Despite being responsible for some overtly scuzzy and raucous musical moments over their 30-odd year career, understated, subtle and wry are terms that Nick Cave and the Bad Seeds have no problem being attached to. It’s certainly the case with much of the latest Bad Seeds offering, their 15th studio album and arguably containing some of their best work to date.
Push the Sky Away is an altogether more airy and delicate collection of songs than those found on 2009’s Dig!!! Lazarus, Dig!!! and it can safely be said that the absence of Mick Harvey’s guitar from the Bad Seeds line-up has created the space for such intricacies to emerge. Not that Harvey leaving the band was in any way a good thing, probably the opposite, but when the upshot is this sublime it’s hard to imagine how any addition to the mix could have made the songs better.
The album is a strange combination of gentle instrumentation not too unlike The Boatman’s Call but with some demented and droll lyrics. Taking his lyrical cues from Google results for cultural curio and the like, Cave underpins the entire album with a layer of whimsy that strangely enough adds to the musical grace. If these songs were any faster, or even had more rigour in their tempo, it could possibly be at the expense of this balance between frivolity and beauty. And all this in spite of song titles such as ‘We No Who U R’ and ‘We Real Cool’.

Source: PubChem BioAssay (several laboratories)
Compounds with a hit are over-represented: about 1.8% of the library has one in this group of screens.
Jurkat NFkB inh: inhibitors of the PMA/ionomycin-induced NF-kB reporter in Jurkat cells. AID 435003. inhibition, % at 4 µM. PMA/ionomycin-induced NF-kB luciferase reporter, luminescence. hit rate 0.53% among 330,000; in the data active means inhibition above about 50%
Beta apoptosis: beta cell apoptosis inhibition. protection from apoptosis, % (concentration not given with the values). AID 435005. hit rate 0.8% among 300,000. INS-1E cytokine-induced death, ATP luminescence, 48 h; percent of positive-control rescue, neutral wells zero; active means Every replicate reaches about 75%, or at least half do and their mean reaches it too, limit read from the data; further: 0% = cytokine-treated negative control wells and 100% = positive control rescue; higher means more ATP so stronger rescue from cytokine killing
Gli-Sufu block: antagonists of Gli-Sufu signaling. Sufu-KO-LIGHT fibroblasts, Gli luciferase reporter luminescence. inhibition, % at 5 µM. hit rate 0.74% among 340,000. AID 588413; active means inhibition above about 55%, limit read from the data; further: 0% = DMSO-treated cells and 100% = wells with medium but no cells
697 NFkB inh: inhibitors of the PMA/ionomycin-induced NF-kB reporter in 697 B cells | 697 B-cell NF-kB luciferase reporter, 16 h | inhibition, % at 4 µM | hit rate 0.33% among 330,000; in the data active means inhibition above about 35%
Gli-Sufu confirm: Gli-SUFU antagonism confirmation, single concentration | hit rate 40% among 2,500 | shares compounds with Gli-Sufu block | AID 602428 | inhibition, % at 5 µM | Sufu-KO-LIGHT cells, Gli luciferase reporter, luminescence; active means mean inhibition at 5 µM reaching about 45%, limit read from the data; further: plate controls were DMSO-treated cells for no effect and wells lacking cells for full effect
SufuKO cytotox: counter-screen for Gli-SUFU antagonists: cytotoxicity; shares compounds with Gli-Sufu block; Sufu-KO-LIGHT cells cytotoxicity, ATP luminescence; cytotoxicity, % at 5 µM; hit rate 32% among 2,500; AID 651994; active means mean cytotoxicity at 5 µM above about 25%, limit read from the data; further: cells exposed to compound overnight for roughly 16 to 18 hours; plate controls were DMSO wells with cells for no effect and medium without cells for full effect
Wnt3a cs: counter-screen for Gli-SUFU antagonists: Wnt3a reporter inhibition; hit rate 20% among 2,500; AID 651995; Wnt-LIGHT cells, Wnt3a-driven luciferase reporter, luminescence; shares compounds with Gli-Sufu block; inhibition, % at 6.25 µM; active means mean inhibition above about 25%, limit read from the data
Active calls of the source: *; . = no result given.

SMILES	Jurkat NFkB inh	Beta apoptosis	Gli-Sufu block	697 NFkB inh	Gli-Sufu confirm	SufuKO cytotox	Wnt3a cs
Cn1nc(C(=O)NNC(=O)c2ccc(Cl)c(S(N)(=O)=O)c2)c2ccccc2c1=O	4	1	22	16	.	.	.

There really isn’t a bad song on this album and if that wasn’t enough, all eight of them are in fact stunning. Crediting the band’s otherwise impermissible forays into noisy, faux-psychedelia with Grinderman as a saving grace for the Bad Seeds, this return to ethereal and hazy tunes on Push The Sky Away will surely stand up as one of their defining works. In ‘Jubilee Street’ and ‘Mermaids’ alone they may have set the benchmark for lo-fi, emotive perfection.